"If he says he'll do it, he'll do it," said Manfred miserably. "Upon my soul! I'm beginning to get scared of him, George."
"Leave everything to me," replied his elder brother confidently. "I think I know how to manage Mary Ann."
But thereafter Manfred watched his younger brother apprehensively and expectantly. Had Clarence Cassidy been an active member of the Borgia family, and Manfred one who had knowingly or unwittingly trodden upon his moral corn, the young private of the Sharpshooters could not have been an object of more constant vigilance.
Clarence was, to all outward appearance, in his meekest and most amiable mood in these days. He seldom approached his brethren except—in accordance with the King's regulations—accompanied by the inevitable non-commissioned officer; nor did he suggest by his attitude that he was laying any plot for the discomfiture of Manfred.
The way back was not a pleasant one. It lay through a country where the regiment had to make a long detour to avoid a road commanded by the enemy's batteries. The byways of France, after a week of ceaseless rain, were so many quagmires, and even the little strip of paving which centre some of these roads was little more than an obstacle.
Darkness had set in when the regiment began its march to the billets, and with the dark came a fine drizzle of rain, incessant and uncomfortable. There were convoys moving up from the firing line which had to be avoided, batteries moving forward in the night, which sent the regiment ankle-deep into the loamy fields, and dawn was coming greyly to the east when the regiment arrived at Deny, a village built about a lordly château, one wing of which was a mass of blackened flint and twisted metal, but which nevertheless offered commodious quarters to the weary and bedraggled officers of the Sharpshooters.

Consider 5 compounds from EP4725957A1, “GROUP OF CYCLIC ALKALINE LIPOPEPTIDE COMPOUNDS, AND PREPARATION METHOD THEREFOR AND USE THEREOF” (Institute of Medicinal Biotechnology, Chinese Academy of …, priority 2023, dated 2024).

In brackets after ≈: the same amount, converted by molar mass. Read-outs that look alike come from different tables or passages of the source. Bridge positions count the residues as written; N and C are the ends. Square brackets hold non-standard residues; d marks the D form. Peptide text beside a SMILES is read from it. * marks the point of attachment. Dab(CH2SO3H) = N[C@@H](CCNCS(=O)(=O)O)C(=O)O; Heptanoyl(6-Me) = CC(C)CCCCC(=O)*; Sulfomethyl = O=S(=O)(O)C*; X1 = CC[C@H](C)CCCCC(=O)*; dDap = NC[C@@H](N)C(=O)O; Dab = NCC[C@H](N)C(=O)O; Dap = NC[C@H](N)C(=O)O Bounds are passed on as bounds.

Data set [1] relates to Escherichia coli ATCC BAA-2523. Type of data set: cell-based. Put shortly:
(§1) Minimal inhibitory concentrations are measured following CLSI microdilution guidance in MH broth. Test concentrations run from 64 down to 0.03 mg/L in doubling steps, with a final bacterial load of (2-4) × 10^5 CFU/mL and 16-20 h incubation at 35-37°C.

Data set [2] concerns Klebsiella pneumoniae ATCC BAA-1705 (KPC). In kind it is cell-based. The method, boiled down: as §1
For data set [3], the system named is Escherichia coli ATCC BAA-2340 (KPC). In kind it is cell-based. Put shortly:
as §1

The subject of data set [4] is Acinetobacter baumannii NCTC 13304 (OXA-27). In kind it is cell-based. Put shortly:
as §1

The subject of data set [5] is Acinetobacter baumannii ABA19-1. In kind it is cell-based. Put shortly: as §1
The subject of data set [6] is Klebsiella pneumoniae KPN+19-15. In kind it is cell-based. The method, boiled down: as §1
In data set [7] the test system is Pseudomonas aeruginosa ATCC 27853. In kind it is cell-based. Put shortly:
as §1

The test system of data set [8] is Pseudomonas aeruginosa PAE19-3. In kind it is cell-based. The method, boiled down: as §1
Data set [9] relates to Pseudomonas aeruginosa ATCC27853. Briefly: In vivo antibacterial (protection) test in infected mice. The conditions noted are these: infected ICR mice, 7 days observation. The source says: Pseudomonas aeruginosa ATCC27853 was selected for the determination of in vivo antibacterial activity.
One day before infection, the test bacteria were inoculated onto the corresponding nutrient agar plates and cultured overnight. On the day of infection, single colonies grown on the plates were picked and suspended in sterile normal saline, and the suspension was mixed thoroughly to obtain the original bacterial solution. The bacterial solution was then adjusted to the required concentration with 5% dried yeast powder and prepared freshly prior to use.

The Château Deny was in every sense historic. It was built upon the side of a castle which, in the days of Philip, had dominated the valley of the Aisne, and had been held by one family for close on five hundred years. This, Manfred, marching by the side of his younger brother, and with some desire to propitiate him of the vitriolic tongue, informed Private Clarence.
The present owner, said he, was one of those eccentric persons who had regarded with lofty disdain the advance of the German Army, and had remained in his château, guarding his wonderful Napoleonic relics until he had seen a portion of the house crumble to dust and flames, under the persuasive powers of a twelve-inch howitzer.
"The rum thing is," said Manfred, "that the devils should have left the château without looting it—it is simply filled with valuables."
"Then we may be able to pick up a few things," said Clarence hopefully.
There was enough to pick up, as he discovered later, when he was posted as sentry at the door of the great salon, which housed perhaps the finest private Napoleonic museum in France. For here were not only the relics of the Italian campaign—the chairs, camp-stools, the dinner services, the foot-warmers, and cocked hats of the great general—but with painstaking thoroughness the Comte Deny had had a whole series of uniforms constructed, illustrating the progress of the Little Corporal from barrack-room to Nôtre Dame.
George and Manfred, inspecting the relics, must halt at the door of the salon before a very stiff and formal sentry and talk psychology.
"The very influence of these things which have been touched and used by The Master," said George in an awed voice, "is particularly inspiring. It gives you a sort of—you know what I mean."